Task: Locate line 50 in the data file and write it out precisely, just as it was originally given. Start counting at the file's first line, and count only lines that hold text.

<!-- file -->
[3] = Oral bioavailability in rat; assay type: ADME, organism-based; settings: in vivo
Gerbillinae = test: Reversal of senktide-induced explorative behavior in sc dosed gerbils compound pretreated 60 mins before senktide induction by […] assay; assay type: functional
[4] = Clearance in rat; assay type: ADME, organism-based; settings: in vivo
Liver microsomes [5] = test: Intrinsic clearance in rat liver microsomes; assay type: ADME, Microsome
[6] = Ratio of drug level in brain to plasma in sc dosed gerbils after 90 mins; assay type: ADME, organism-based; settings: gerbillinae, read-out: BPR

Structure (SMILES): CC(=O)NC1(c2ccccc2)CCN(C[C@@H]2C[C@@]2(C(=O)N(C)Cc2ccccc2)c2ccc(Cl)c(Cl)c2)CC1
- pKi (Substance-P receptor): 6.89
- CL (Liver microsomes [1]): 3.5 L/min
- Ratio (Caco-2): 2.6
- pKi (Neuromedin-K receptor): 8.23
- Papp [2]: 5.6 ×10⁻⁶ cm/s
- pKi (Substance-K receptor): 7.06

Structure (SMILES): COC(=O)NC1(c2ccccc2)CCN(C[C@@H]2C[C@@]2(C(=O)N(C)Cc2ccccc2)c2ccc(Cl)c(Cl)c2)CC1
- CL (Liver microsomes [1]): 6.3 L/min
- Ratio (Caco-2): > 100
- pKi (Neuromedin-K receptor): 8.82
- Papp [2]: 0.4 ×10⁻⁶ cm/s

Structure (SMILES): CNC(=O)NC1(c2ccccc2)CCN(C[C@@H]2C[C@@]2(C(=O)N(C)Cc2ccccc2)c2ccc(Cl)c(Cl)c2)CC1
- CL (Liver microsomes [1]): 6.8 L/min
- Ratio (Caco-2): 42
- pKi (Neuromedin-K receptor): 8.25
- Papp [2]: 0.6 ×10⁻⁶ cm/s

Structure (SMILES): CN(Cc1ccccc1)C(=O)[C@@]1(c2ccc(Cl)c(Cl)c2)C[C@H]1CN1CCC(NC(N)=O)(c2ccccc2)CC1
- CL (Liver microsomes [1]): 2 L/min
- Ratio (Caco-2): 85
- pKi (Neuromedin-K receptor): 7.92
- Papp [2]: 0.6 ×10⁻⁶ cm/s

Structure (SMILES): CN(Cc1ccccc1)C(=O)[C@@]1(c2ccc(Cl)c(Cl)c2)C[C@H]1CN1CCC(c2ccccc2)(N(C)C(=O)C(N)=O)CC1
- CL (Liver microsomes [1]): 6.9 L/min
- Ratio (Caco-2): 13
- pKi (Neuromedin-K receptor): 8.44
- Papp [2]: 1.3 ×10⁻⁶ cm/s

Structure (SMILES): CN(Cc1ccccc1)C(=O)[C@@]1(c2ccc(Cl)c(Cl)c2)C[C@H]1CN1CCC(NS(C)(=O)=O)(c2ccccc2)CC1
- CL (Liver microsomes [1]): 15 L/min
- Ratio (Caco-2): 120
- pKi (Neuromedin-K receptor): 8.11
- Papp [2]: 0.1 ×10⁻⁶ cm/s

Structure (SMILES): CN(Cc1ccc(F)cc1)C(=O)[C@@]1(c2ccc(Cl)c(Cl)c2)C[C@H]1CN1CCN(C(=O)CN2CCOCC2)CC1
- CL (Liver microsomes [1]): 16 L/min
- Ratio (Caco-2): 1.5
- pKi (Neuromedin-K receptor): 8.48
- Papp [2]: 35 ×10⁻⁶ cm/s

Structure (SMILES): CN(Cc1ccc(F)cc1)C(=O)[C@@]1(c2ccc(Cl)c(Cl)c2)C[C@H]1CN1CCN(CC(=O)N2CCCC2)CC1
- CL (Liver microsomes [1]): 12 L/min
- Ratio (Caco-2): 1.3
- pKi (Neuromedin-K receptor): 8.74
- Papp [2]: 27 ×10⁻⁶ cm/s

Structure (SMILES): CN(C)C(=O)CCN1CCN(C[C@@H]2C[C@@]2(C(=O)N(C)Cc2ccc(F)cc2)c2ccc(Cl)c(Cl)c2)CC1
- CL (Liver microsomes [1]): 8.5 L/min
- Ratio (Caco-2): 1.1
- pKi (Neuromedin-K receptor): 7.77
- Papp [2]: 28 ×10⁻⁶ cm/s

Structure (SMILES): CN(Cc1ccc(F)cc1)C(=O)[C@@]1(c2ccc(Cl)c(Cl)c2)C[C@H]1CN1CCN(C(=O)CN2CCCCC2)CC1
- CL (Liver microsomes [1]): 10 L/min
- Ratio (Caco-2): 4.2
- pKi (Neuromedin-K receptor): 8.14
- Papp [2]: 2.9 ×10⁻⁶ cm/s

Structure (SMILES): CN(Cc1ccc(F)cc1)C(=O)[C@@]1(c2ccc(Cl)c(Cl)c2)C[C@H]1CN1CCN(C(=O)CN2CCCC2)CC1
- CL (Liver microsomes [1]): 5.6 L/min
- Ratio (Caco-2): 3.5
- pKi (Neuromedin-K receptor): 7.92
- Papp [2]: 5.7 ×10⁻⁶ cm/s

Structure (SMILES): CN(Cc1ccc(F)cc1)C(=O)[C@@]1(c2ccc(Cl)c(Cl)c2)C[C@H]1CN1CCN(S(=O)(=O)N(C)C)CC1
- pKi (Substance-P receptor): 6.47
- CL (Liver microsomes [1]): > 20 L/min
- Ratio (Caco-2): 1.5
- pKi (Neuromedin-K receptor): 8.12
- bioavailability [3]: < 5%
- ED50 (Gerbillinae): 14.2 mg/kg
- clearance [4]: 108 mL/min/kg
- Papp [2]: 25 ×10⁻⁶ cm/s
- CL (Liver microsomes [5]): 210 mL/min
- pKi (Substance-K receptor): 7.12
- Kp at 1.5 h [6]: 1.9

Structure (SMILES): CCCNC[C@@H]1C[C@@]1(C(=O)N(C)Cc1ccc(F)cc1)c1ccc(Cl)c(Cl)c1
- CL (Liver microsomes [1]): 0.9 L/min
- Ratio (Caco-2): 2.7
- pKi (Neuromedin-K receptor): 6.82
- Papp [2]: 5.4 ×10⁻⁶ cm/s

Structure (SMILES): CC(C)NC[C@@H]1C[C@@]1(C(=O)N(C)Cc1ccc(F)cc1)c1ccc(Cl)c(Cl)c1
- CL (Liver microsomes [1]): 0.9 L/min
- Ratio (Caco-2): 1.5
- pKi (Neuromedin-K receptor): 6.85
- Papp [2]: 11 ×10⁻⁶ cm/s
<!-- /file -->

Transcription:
- Ratio (Caco-2): 1.1